One year after Hurricane Michael, Brian and Rhonda Harrell count their blessings
Last year about this time, Brian Harrell and his wife, Rhonda, were living in a small RV designed for fabulous weekends away—not their primary residence. But thanks to Hurricane Michael, which tore through southwest Georgia in mid-October, their home, like many in the Donalsonville area, was left uninhabitable.
Brian Harrell is the Sales Manager of SunSouth, the bright, shiny, new equipment store located in the heart of the small community. As the Cat 5 storm barreled down, he sent his team home, ever mindful of the words one of his customers spoke the day before. He said, “Brian, I’m worried about this one.”
“Bad weather never bothered me,” Brian said. “But once we knew this storm was here, me and my family, we pretty much sat in the den looking at each other. There was nothing we could do but pray.”
“It was the sound of the shingles ripping off of the roof that really got me,” Rhonda said. “Then the ceiling started to leak…it was raining inside like it was raining outside.”
Once the eye of the storm passed overhead, Brian waited until it was safe to check on their parents and to understand the damage Hurricane Michael had done to his small town.
“I just knew I had to get to the store,” Brian said. “People were going to need things. Farmers were going to need things—they were going to need chainsaws to dig themselves out. When I got there we just opened the doors and set-up a folding table. We took out some supplies. We had a lot of customers—our friends—come by. But we had people we didn’t know, too. And we just took down their names and let them take what they needed. I knew we would settle up later.”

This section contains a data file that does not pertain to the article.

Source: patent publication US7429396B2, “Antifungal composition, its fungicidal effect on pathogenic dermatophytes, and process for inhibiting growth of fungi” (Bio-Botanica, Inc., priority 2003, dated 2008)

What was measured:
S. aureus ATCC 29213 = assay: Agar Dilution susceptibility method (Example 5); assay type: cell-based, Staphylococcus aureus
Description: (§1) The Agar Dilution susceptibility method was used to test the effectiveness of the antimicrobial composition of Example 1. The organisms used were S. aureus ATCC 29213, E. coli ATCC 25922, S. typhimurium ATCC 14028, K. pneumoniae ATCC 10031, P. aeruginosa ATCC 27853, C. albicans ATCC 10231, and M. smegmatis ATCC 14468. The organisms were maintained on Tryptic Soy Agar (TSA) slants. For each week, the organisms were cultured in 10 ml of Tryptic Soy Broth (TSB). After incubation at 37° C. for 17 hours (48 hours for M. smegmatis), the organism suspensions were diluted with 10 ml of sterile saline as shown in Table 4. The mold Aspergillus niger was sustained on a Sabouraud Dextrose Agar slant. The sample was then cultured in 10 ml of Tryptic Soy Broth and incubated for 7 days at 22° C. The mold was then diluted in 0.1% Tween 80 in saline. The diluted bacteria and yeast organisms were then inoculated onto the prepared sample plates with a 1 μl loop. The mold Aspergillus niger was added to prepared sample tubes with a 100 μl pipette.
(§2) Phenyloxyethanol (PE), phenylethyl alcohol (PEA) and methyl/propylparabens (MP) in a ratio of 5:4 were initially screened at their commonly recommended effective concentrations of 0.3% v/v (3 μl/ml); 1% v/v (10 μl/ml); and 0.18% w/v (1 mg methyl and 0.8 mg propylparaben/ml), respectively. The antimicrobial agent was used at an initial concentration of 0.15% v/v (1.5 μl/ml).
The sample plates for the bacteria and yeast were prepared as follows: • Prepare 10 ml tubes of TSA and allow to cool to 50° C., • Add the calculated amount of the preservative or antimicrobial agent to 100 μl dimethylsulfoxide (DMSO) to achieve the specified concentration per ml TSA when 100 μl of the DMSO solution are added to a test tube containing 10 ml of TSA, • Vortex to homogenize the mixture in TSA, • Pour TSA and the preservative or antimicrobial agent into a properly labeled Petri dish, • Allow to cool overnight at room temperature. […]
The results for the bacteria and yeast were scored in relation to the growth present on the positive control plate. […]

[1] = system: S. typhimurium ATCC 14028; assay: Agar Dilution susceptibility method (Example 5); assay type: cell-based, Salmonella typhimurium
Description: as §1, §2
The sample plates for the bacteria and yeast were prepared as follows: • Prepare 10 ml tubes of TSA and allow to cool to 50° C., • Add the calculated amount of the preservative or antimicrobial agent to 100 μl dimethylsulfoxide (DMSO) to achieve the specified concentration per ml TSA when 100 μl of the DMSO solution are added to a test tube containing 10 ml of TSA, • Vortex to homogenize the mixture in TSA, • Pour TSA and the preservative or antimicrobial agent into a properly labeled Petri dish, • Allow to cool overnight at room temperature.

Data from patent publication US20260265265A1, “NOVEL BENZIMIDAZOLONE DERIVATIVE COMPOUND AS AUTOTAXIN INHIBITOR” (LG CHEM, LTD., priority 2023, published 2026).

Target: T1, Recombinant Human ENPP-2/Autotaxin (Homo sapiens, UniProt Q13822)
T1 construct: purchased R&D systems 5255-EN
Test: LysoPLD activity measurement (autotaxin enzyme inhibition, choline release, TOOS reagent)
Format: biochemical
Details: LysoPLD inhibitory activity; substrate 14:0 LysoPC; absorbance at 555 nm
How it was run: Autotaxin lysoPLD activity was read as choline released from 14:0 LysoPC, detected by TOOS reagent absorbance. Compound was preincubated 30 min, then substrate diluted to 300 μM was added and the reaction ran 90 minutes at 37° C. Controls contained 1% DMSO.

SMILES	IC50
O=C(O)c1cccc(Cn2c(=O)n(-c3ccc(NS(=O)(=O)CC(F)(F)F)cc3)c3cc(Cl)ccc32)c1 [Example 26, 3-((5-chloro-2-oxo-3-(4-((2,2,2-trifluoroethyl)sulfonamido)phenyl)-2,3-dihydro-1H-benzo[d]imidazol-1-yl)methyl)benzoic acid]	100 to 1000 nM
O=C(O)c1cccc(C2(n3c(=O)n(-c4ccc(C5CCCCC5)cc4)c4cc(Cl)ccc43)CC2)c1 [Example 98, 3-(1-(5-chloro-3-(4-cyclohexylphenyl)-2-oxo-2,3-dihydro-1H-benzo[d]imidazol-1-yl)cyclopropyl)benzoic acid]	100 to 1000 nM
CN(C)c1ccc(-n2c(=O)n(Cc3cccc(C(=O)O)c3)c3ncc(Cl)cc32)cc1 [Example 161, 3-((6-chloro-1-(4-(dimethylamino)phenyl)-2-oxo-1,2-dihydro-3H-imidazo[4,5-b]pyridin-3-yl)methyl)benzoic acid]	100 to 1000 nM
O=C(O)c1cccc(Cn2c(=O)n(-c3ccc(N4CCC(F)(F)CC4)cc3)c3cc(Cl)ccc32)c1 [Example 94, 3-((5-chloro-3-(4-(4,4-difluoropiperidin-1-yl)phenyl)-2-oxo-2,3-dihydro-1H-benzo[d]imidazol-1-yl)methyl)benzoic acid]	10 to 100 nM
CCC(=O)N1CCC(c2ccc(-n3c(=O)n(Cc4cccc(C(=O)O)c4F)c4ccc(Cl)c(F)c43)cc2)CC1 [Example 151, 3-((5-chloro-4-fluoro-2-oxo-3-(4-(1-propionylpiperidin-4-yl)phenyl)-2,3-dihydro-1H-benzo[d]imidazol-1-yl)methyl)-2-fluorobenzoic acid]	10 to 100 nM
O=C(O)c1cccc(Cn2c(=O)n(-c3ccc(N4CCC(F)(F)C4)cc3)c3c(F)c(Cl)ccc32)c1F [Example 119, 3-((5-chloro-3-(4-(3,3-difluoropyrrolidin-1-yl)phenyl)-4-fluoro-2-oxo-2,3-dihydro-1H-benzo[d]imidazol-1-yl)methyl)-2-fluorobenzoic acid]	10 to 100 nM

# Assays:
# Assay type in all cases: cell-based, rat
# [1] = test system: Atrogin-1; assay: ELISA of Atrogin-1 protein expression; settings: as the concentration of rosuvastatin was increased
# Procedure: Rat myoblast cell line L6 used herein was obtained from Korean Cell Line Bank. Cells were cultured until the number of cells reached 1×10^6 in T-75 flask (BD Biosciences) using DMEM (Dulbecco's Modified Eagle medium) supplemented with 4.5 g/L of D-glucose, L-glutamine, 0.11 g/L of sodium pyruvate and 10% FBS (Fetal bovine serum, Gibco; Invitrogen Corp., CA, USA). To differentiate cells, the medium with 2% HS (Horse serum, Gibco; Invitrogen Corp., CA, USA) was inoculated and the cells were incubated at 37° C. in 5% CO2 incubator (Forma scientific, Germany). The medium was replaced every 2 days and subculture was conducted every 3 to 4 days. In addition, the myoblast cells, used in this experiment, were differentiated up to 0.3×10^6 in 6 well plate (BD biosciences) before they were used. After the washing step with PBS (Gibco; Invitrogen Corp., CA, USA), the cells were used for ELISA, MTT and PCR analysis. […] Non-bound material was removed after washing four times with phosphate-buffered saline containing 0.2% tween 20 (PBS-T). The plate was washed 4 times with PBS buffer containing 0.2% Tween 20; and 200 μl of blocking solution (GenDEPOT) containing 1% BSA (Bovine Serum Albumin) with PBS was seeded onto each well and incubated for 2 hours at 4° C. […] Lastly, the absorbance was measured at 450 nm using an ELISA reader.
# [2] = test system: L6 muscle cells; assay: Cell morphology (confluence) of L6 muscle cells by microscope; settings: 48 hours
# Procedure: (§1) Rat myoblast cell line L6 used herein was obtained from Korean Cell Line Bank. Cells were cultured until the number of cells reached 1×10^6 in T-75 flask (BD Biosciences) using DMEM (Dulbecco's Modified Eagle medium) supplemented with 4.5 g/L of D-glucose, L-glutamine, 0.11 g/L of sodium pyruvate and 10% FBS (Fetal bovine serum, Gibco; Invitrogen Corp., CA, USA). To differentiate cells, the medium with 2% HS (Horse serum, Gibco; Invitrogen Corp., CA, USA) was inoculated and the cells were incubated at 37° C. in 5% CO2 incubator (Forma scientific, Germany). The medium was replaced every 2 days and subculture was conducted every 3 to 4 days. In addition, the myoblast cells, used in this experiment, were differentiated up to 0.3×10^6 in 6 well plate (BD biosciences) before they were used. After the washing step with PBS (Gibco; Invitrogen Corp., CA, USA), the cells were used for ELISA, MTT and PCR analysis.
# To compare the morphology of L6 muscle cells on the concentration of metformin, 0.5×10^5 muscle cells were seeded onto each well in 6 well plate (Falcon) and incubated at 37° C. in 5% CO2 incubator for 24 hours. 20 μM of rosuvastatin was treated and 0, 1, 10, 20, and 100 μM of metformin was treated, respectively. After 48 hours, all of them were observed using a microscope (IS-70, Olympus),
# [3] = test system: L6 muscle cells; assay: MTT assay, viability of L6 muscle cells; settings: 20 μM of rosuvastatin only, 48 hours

Brian and Joey Helms, SunSouth’s Parts Manager, spent their days with no computer and no lights, but running the store as best they could. As soon as they would get in their trucks in the evening to head home, more people would pull in to the store’s parking lot.
It took about 10 months for the Harrells to get back in their home, free from the mold that crept in, from the rain damage, from the destruction up and down their street. Brian knows it could take even longer to shake the memories of that fateful day in October.
God’s grace, Rhonda said, is what got them through it. Life will go back to normal—a new normal. And you learn things along the way. Patience, being one of them. “I’ve never had much patience,” Brian said. “But I had to go buy some.”
Last year was the first year in 52 years Brian Harrell and his family didn’t have a Christmas tree. In a matter of weeks, his family will celebrate—the true spirit of the season foremost in his mind. Family. Friends. Farmers. His small town. And the Grace of God.